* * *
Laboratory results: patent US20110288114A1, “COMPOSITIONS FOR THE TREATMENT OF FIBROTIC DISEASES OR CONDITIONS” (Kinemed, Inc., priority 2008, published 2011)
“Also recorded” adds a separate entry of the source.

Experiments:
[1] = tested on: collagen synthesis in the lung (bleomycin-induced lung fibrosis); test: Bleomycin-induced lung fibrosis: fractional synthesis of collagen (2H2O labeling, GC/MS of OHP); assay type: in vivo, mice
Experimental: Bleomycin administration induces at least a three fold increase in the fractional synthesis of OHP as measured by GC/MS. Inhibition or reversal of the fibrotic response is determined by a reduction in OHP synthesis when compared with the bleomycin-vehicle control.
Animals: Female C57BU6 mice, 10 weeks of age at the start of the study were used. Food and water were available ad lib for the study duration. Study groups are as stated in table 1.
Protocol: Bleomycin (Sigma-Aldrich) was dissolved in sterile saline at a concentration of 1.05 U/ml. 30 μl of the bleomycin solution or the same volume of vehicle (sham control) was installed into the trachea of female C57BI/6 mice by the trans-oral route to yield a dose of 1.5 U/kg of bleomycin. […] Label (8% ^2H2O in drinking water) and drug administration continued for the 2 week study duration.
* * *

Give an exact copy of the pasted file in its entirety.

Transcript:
Laboratory results: patent US20110288114A1, “COMPOSITIONS FOR THE TREATMENT OF FIBROTIC DISEASES OR CONDITIONS” (Kinemed, Inc., priority 2008, published 2011)
“Also recorded” adds a separate entry of the source.

Experiments:
[1] = tested on: collagen synthesis in the lung (bleomycin-induced lung fibrosis); test: Bleomycin-induced lung fibrosis: fractional synthesis of collagen (2H2O labeling, GC/MS of OHP); assay type: in vivo, mice
Experimental: Bleomycin administration induces at least a three fold increase in the fractional synthesis of OHP as measured by GC/MS. Inhibition or reversal of the fibrotic response is determined by a reduction in OHP synthesis when compared with the bleomycin-vehicle control.
Animals: Female C57BU6 mice, 10 weeks of age at the start of the study were used. Food and water were available ad lib for the study duration. Study groups are as stated in table 1.
Protocol: Bleomycin (Sigma-Aldrich) was dissolved in sterile saline at a concentration of 1.05 U/ml. 30 μl of the bleomycin solution or the same volume of vehicle (sham control) was installed into the trachea of female C57BI/6 mice by the trans-oral route to yield a dose of 1.5 U/kg of bleomycin. […] Label (8% ^2H2O in drinking water) and drug administration continued for the 2 week study duration.